Washington, D.C., June 21 – Throughout National LGBTQ+ Pride Month (June), the LGBTQ+ community has been reflecting on the ongoing struggle to secure, protect and expand their rights. The LGBTQ+ community and the disability community intersect in significant ways. According to a study published in 2012, fully 36 percent of women in the LGBTQ+ community and 30 percent of men in the community also self-identify as persons with disabilities. Digging deeper shows that 26 percent of gay men, 40 of bisexual men disclosed having a disability as did 36 percent of lesbians and 36 percent of bisexual women.
Identifying the full scope of the LGTBQ+ community remains a significant challenge due to continuing fears about disclosure and stigmas that remains a painful fact of life in many parts of the United States and the world. Estimates prepared in 2018 by Gallup put the total number of LGBTQIA Americans at approximately 11 million individuals. Further work done in 2019 by the Movement Advancement Project (MAP) and the Center for American Progress estimated that nearly 5 million LGBTQ+ people live with some form of disabilities.
Such statistics speak to the critical need for solidarity and collaboration across the intersections of sexual orientation, disability, and identity. This need is made even clearer when looking at disability issues and trans people. Further research done by UCLA via the California Health Interview Survey shows that trans people “are significantly more likely to report having a disability due to a physical, mental or emotional condition.”
Both people who identify as LGBTQ+ and people who have invisible disabilities such as learning disabilities like dyslexia, mental health or ADHD have to decide whether or not to “come out of the closet.” This is not an easy decision for most people because of the uncertainty of whether or not acceptance will follow. LGBTQ+ youth who come out sometimes are rejected by their families and friends. Some are even kicked out of their homes and forced to live on the streets. According to a University of Chicago report, LGBTQ+ young adults had a 120 percent higher risk of reporting homelessness compared to youth who identified as heterosexual and cisgender.
Our nation’s economy is strongest when it is inclusive of the value that diverse talent brings to the workplace. Yet it is challenging to fully capture the scope of opportunities open to LGBTQ+ workers with and without disabilities. Just as people with disabilities fear discrimination and face bias throughout the hiring process, far too many LGBTQ+ Americans have experienced discrimination or bias in the workplace.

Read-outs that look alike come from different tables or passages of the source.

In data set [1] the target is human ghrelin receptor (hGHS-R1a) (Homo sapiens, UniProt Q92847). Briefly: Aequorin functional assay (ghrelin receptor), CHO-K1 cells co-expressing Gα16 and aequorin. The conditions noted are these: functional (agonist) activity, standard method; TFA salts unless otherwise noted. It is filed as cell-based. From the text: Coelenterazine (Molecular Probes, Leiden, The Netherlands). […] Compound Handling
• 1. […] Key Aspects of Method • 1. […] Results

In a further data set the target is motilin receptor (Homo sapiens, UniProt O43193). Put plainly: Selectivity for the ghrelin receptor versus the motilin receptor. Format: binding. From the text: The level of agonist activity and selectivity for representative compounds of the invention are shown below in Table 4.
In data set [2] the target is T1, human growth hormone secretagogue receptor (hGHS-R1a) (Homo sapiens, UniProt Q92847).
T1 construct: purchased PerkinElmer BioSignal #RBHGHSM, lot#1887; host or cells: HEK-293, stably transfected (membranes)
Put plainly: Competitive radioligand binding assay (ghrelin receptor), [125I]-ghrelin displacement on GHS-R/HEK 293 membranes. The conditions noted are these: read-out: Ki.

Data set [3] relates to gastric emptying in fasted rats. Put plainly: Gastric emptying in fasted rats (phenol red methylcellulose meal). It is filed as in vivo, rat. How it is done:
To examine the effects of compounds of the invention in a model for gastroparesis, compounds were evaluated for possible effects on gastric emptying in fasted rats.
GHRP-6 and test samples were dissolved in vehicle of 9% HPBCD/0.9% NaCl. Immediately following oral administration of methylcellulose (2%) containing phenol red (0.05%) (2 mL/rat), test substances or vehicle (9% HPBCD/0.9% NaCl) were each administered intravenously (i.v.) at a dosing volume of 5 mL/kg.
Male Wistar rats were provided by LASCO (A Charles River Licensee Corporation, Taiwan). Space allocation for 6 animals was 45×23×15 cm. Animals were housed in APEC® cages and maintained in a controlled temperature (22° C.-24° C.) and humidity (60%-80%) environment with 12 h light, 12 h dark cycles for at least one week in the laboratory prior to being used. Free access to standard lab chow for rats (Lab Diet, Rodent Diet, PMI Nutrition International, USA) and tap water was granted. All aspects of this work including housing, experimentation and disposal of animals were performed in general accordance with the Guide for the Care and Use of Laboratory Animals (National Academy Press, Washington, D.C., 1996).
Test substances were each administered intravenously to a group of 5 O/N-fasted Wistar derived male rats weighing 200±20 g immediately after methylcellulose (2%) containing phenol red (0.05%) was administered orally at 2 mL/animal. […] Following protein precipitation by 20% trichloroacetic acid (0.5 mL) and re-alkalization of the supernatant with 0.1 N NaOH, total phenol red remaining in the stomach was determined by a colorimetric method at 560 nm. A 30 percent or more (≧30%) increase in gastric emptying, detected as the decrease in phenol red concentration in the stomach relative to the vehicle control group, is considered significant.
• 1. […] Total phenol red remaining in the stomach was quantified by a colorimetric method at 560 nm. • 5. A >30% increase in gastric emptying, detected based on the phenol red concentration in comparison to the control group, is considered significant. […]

“It is vital to fight stigmas and advance opportunities so all people who have faced prejudice, including LGBTQ+ people with disabilities, can achieve a better future,” said Eric Ascher, RespectAbility’s Communications Associate who identifies as gay and being on the autism spectrum.
The consequences of stigma, bullying and rejection can literally be life and death. The Trevor Project reports that LGB youth are almost five times as likely to have attempted suicide compared to heterosexual youth. Forty percent of transgender adults reported having made a suicide attempt, 92 percent of them before the age of 25. Society needs to fight stigmas and promote acceptance so that LGBTQ+ people know that they are valued and that they matter.
“I want young LGBTQ+ people in the disability community to know they are loved and appreciated for their unique dreams, talents, and skills,” said Ben Spangenberg, RespectAbility’s National Leadership Program Director who was just named one of the 2020 Champions of Pride by The Advocate. “Our community needs the opportunity to share and be recognized for our talents.”
We invite you to read these spotlights on individuals with disabilities who are LGBTQ:
- Ryan O’Connell: Special Creator Breaks New Ground for Disability and LGBTQ+ Representation
- Lenny Larsen: Globetrotting Entertainment Executive Refuses To Be Defined By His Disability
- Frida Kahlo: Role Model for Artists, People with Disabilities and Bisexual Women
- Josh Feldman, Deaf Gay Trailblazer in Hollywood, Discusses the Importance of Representation
- Justin Chappell: Advocate for LGBTQ and Disability Rights Sees Politics as Avenue for Change
We also invite you to read these reflections from LGBTQ+ RespectAbility Staff and Fellows:
- Gay and on the Autism Spectrum: My Experience Growing Up in the Closet
Eric, Spring 2018 Communications Fellow
- Learning About Myself and Coming Into My Own
Lily, Summer 2018 Communications Fellow
- A Reflection on Truth and Acceptance: When Fear Finds a Home
Daniel, Summer 2018 Communications Fellow
- At the Intersection of Deafness, Queerness and Being an Asian-American Woman
Kaity, Summer 2018 Communications Fellow
- Having a Visible Disability While Coming Out as Gay
Ben, National Leadership Director
Find more resources for LGBTQ+ people with disabilities, along with profiles of successful LGBTQ+ people with disabilities, in our Solutions Center.